Progress Likely on Pre-1990 Forestry Policy
2.00 pm Sunday 9 March 2008
Progress Likely on Pre-1990 Forestry Policy
The Flexible Land Use Alliance says progress is likely on the difficult issue of policy for pre-1990 forests under the planned Emissions Trading Scheme (ETS).
The Alliance’s positive assessment follows meetings over the last fortnight with the Government and all other political parties represented on Parliament’s powerful Finance & Expenditure Select Committee, which is considering the Climate Change (Emissions Trading & Renewable Preference) Bill under which the Emissions Trading Scheme will be retrospectively introduced from 1 January this year.
Under the Bill’s current provisions for pre-1990 forests, which the Government said in the Explanatory Note to its Bill that it was prepared to reconsider, owners of pre-1990 forests face retrospective liabilities if they harvest their land. The liabilities are now conservatively estimated to be $20,000 per hectare and perhaps as much as $65,000 per hectare.
While current proposals allow the liability to be avoided if land owners replant the exact same land, the Alliance says forest owners should also be able to avoid the liability if they plant an equivalent parcel of land nearby or elsewhere in New Zealand. It says the atmosphere does not know the difference between a forest planted on one side of the road or the other, and benefits in exactly the same way.
The Alliance is a significant force in the New Zealand primary sector, representing Blakely Pacific Ltd, Carter Holt Harvey Ltd, Fonterra Co-operative Group Ltd, Forest Enterprises Ltd, Landcorp Farming Ltd, the New Zealand Forest Owners Association Inc., PF Olsen Ltd and Wairakei Pastoral Ltd. It also has strong links with other key players in the primary sector, including the Federation of Maori Authorities and the meat, wool and horticulture industries. It believes it can play an important role in delivering the Government and Parliament a consensus from throughout the primary sector around key aspects of climate change policy.
The Alliance’s spokesman, Ross Green of Wairakei Pastoral Ltd, said every party had given the group a fair hearing and had agreed that, in principle, it should not matter which side of a road a forest is planted, in terms of how it is treated under Government policy.
“Forestry Minister Jim Anderton made clear to us that he will take a ‘heap of convincing’ that our offsetting proposal should be allowed, given the current wording of the Kyoto Protocol that his officials are working hard to change, but that he is prepared to consider it,” Mr Green said.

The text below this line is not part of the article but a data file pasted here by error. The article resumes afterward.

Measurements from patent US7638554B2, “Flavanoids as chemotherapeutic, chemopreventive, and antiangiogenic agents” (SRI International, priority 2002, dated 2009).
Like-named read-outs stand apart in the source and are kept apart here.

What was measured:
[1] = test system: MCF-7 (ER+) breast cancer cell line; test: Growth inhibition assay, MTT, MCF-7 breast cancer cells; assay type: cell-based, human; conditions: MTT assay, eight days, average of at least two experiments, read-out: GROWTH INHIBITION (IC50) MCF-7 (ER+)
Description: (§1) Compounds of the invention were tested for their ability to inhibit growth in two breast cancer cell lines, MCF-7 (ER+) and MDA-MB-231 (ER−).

“We appreciated the Minister’s candour and we are determined to meet his challenge.”
Mr Green said that Mr Anderton had agreed that the Flexible Land Use Alliance could have more input in developing policy, with an opportunity to appoint an independent economist to review, at an early stage, work by the University of Waikato and Covec, which are themselves considering proposals for pre-1990 forests developed through the Government’s Climate Change Leadership Forum, of which the Alliance’s Peter Clark is a member in his capacity as Chief Executive of PF Olsen Ltd.
Mr Green said the Alliance was also pleased with the response of the National Party to its proposals.
“Through 2007, the National Party strongly campaigned against Government proposals for a $13,000 per hectare deforestation tax. On 23 February 2007, for example, the party’s Climate Change Spokesman, Nick Smith, called on the Government to ‘scrap the deforestation tax’, correctly claiming that it was causing deforestation. He said that ‘the answer is not regulation and taxes, but changing the investment climate for forestry’.
“When National was strongly opposing a $13,000 per hectare deforestation tax on land owners, it was obviously not taken by land owners to mean the party would support regulations to impose a $20,000 per hectare liability for the same activity. National has always supported flexible land use, and our agricultural and forestry sectors, and we are confident that will continue.”
Mr Green said Dr Smith had also made clear to the Alliance and to the media that he believed offsetting had merit as part of any compromise package that needed to be developed.
Strong support for offsetting had also come from the Green, UnitedFuture, New Zealand First and ACT parties. Positive talks had also been held with the Maori Party, which continued to be in discussions with Maori land owners on the issue.
“We are delighted with this response from across the political spectrum,” Mr Green said.
“Every political party is listening carefully to the primary sector on the importance of land use flexibility.
“We can report that a majority of the Finance and Expenditure Select Committee are from parties which have strongly supported the idea of offsetting publicly in recent days, or which strongly opposed the Government’s plans for a $13,000 per hectare deforestation tax through 2007.
“It is quite clear that there is a not a majority on the Select Committee for the current proposal and it will need to be changed. Combined with the parallel processes being used to develop policy for pre-1990 forests, of which we are now more formally involved, we believe progress on this important issue is likely in the very near future.”